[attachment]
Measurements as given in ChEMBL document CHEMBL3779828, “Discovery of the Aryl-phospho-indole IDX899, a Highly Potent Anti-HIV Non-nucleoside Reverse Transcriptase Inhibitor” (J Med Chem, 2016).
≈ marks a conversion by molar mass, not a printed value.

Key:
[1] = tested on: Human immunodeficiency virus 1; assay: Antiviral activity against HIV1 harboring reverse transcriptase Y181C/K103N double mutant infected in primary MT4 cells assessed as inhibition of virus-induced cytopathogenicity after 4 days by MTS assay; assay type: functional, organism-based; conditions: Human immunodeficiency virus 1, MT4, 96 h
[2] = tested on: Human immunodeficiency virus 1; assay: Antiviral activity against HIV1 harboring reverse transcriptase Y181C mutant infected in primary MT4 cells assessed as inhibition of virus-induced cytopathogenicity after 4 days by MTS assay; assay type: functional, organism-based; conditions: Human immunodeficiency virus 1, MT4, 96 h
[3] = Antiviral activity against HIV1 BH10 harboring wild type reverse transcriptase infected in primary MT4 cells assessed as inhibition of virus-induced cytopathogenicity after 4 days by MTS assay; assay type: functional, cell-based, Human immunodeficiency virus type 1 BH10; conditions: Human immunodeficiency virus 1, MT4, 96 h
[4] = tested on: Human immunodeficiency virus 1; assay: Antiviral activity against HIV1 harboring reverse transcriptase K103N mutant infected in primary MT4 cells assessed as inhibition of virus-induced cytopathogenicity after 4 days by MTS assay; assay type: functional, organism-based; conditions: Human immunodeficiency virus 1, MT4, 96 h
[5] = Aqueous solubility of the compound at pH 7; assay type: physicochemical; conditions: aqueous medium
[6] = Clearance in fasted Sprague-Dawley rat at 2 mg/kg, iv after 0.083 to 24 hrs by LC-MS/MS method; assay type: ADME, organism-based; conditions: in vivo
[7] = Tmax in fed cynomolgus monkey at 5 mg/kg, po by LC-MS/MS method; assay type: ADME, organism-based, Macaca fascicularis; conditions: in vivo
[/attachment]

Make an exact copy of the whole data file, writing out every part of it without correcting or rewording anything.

Measurements as given in ChEMBL document CHEMBL3779828, “Discovery of the Aryl-phospho-indole IDX899, a Highly Potent Anti-HIV Non-nucleoside Reverse Transcriptase Inhibitor” (J Med Chem, 2016).
≈ marks a conversion by molar mass, not a printed value.

Key:
[1] = tested on: Human immunodeficiency virus 1; assay: Antiviral activity against HIV1 harboring reverse transcriptase Y181C/K103N double mutant infected in primary MT4 cells assessed as inhibition of virus-induced cytopathogenicity after 4 days by MTS assay; assay type: functional, organism-based; conditions: Human immunodeficiency virus 1, MT4, 96 h
[2] = tested on: Human immunodeficiency virus 1; assay: Antiviral activity against HIV1 harboring reverse transcriptase Y181C mutant infected in primary MT4 cells assessed as inhibition of virus-induced cytopathogenicity after 4 days by MTS assay; assay type: functional, organism-based; conditions: Human immunodeficiency virus 1, MT4, 96 h
[3] = Antiviral activity against HIV1 BH10 harboring wild type reverse transcriptase infected in primary MT4 cells assessed as inhibition of virus-induced cytopathogenicity after 4 days by MTS assay; assay type: functional, cell-based, Human immunodeficiency virus type 1 BH10; conditions: Human immunodeficiency virus 1, MT4, 96 h
[4] = tested on: Human immunodeficiency virus 1; assay: Antiviral activity against HIV1 harboring reverse transcriptase K103N mutant infected in primary MT4 cells assessed as inhibition of virus-induced cytopathogenicity after 4 days by MTS assay; assay type: functional, organism-based; conditions: Human immunodeficiency virus 1, MT4, 96 h
[5] = Aqueous solubility of the compound at pH 7; assay type: physicochemical; conditions: aqueous medium
[6] = Clearance in fasted Sprague-Dawley rat at 2 mg/kg, iv after 0.083 to 24 hrs by LC-MS/MS method; assay type: ADME, organism-based; conditions: in vivo
[7] = Tmax in fed cynomolgus monkey at 5 mg/kg, po by LC-MS/MS method; assay type: ADME, organism-based, Macaca fascicularis; conditions: in vivo